In a review that examines the use of conventional and orphan autoantibodies as biomarkers for diagnosing systemic lupus erythematosus (SLE), researchers say the science is advancing rapidly with the goal of diagnosing lupus earlier than currently done.
The review, by researchers with the University of Calgary in Canada, was published online August 9 in the journal Lupus.
“The use of autoantibodies holds promise to predict the onset, phenotypes, remissions, exacerbations and prognosis of SLE,” the authors state.
While the use of conventional and orphan autoantibodies have already improved the diagnostic accuracy in lupus, much more needs to be done, particularly in diagnosing early disease. “Meaningful prospective studies of autoantibodies are required, but to do so requires careful consideration of the cohorts that should be studied, which autoantibodies and clinical parameters will be measured, and which immunoassays will be used to measure them with anticipation that genomic, epigenomic, proteomic and metabolomic studies can add value to the predictive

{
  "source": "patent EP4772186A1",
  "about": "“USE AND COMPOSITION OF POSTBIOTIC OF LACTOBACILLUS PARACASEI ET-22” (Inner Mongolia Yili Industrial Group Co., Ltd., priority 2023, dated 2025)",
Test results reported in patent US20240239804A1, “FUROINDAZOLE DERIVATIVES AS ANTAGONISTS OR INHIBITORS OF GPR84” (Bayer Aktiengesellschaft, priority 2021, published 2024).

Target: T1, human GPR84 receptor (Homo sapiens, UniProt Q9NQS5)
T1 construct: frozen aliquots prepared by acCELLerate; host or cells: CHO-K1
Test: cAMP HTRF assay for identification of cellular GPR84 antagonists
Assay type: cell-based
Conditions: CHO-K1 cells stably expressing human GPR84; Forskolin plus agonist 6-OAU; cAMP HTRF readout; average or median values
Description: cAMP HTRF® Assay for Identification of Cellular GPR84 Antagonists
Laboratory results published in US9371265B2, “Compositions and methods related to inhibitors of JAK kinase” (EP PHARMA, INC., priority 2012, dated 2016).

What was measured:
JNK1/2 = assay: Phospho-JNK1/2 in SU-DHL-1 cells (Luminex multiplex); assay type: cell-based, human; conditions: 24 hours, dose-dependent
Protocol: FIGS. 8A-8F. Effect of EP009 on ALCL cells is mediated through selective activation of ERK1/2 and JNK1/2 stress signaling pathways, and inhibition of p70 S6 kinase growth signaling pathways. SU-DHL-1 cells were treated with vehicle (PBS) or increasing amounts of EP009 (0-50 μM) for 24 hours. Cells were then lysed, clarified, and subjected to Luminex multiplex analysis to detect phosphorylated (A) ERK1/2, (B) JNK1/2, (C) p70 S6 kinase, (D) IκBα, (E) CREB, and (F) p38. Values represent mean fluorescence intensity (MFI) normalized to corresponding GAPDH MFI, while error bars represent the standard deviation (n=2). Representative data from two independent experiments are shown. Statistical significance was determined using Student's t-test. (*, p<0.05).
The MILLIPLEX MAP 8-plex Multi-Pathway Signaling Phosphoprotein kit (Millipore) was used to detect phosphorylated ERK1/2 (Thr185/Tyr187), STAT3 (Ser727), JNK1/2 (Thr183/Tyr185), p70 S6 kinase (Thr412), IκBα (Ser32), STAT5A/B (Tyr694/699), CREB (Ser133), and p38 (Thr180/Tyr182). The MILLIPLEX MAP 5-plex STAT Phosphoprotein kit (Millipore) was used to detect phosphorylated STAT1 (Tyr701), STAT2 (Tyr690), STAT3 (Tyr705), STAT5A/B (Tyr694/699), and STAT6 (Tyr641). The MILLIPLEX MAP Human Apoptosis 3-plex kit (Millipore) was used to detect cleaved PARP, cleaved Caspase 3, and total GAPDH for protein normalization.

power of autoantibodies,” the authors wrote.
The authors reviewed the various autoantibodies and their know roles in systemic lupus erythematosus as well as present a p-value matrix designed to improve the accuracy of predicting lupus early.
Circulating autoantibodies directed against a multitude of intracellular and extracellular components are the hallmark of systemic lupus erythematosus. Through decades of rigorous study, the pathogenic role of autoantibodies against extracellular targets has been revealed while intracellular mechanisms remain elusive.
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